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    @andejons Yes, "obscure" wasn't the best word choice there. As for interpretatio romana, although it's certainly the more likely explanation, there might be traces of a Hercules cult in Germania (in the form of Hercules Magusanus).
    – yannis
    Commented Mar 15, 2017 at 16:32

In the ancient Eastern historical accounts of great kings, there is a mention of King Yayati who was cursed to become old & invalid. However, he was able to exchange his old age for youth from his youngest son, Puru.

A detailed description of the entire story can be found in Srimad Bhagavatam (spoken & compiled about 5,000 years ago) - Canto 9, Chapter 18 - King Yayati regains his youth.

I found this web link for you which has the full description, verses and translations: http://www.vedabase.com/en/sb/9/18

Very interesting story and hope my contribution helps.

  • This is a very interesting story, indeed. However, at least the way I read it, it's not really a story that fits the motif of a hero fighting a personification of old age.
    – yannis
    Commented Mar 16, 2017 at 9:04
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    Thanks Yannis! By the way, I noted something interesting - you mentioned "Geras" - personality of old age from Greek history. In the Vedic literatures, old age is referred to as "Jara"! Very similar sounding word and meaning the same thing too.
    – mVentures
    Commented Mar 16, 2017 at 9:12

Ulysses, by Tennyson -- a classic poem of the aging hero. The full text may be found here. Tennyson begins the poem:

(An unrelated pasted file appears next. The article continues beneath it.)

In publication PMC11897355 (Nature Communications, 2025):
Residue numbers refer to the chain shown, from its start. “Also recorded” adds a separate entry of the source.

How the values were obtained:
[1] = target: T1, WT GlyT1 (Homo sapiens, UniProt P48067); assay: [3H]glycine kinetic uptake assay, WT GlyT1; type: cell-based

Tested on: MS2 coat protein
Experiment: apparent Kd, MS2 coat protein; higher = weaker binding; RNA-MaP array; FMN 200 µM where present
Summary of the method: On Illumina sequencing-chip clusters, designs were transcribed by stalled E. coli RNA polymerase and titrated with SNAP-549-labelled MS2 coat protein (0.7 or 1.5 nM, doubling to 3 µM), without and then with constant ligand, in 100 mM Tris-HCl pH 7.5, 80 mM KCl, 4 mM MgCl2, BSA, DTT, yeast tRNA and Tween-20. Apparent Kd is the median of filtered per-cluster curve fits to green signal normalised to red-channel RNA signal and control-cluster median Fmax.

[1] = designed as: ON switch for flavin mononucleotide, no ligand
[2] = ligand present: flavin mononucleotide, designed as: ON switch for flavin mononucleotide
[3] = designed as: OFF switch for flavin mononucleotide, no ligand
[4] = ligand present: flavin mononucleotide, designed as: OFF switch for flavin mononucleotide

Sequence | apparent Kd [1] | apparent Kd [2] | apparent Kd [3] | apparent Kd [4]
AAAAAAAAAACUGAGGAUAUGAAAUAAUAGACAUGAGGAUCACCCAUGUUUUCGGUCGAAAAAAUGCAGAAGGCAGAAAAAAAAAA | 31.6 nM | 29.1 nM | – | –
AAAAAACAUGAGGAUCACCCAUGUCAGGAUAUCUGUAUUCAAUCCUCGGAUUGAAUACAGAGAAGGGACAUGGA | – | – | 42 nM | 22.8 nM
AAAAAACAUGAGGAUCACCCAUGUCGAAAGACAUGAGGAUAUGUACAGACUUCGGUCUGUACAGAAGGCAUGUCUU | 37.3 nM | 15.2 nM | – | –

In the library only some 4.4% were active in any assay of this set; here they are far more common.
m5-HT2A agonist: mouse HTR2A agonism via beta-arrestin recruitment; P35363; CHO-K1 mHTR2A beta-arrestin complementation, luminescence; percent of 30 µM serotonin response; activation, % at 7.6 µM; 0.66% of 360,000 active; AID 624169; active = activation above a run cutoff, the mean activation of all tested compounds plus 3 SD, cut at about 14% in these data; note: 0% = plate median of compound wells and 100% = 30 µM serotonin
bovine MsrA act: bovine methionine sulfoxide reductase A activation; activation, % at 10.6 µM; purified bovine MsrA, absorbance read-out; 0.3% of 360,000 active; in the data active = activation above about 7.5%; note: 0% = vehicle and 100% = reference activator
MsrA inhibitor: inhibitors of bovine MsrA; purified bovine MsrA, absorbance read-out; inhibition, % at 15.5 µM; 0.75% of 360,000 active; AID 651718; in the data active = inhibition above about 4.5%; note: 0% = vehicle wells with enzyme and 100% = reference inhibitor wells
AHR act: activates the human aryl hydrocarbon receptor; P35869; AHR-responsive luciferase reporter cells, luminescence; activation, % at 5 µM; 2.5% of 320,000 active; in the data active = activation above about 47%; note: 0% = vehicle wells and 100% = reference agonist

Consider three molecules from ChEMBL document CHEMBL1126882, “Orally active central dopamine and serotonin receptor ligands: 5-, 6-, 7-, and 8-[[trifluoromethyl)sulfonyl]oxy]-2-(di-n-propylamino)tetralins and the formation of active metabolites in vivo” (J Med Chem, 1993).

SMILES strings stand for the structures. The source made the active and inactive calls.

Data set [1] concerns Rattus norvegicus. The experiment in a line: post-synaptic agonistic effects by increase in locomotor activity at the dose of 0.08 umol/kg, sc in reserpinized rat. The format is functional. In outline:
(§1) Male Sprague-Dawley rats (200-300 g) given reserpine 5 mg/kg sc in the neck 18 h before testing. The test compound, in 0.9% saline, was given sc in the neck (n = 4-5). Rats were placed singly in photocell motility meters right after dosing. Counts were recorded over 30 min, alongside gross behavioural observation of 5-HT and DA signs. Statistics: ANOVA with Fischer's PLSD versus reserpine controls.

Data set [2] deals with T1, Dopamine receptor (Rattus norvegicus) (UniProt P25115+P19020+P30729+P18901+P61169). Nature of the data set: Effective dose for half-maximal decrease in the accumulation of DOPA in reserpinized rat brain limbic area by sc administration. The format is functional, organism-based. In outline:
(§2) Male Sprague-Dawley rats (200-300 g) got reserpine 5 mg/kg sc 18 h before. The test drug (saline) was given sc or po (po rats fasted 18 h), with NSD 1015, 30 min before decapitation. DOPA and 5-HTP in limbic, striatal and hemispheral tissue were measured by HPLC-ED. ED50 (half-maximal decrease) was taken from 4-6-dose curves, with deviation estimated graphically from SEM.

It little profits that an idle king,
by this still hearth, among these barren crags,
match'd with an aged wife,
I mete and dole unequal laws unto a savage race,
that hoard, and sleep, and feed, and know not me.

expressing, his sense of disconnection, being last among his generation, friends all dead; his age, via reference to his once legendarily desired wife; his idle (purposeless) existence; and the mundane world he is now hopelessly entangled in.

I cannot rest from travel: I will drink life to the lees:
all times I have enjoy'd greatly, have suffer'd greatly,
both with those that loved me, and alone, on shore,

Referencing his most famous of stories, great not only for his exploits but because of his legendary suffering, being the lone survivor. He speaks of his raging against the dying of the light in his restlessness and thirst for life, and recalls how he

drunk delight of battle with my peers,
far on the ringing plains of windy Troy.

and notes:

How dull it is to pause, to make an end,
to rust unburnish'd, not to shine in use!
as tho' to breathe were life!

He goes on to talk about handing his kingdom down to his son, of his lost companions from his famous journey, all lost beneath the gloomy seas, protesting that

Death closes all: but something ere the end, some work of noble note, may yet be done, not unbecoming men that strove with Gods.

And, ever defiant, Ulysses concludes:

'T is not too late to seek a newer world.
Push off, and sitting well in order smite
The sounding furrows; for my purpose holds
To sail beyond the sunset, and the baths
Of all the western stars, until I die.
It may be that the gulfs will wash us down:
It may be we shall touch the Happy Isles,
And see the great Achilles, whom we knew.
Tho' much is taken, much abides; and tho'
We are not now that strength which in old days
Moved earth and heaven, that which we are, we are;
One equal temper of heroic hearts,
Made weak by time and fate, but strong in will
To strive, to seek, to find, and not to yield.

  • Mega props for bringing up Tennyson. We don't see nearly enough references to literature, and I had all but forgotten this poem! Tennyson's Ulysses was taught in my classics program, along with Joyce's (and, really, as much other significant literature as they could cram in. It's a huge part of the point of studying the classics :)
    – DukeZhou
    Commented Mar 24, 2017 at 23:58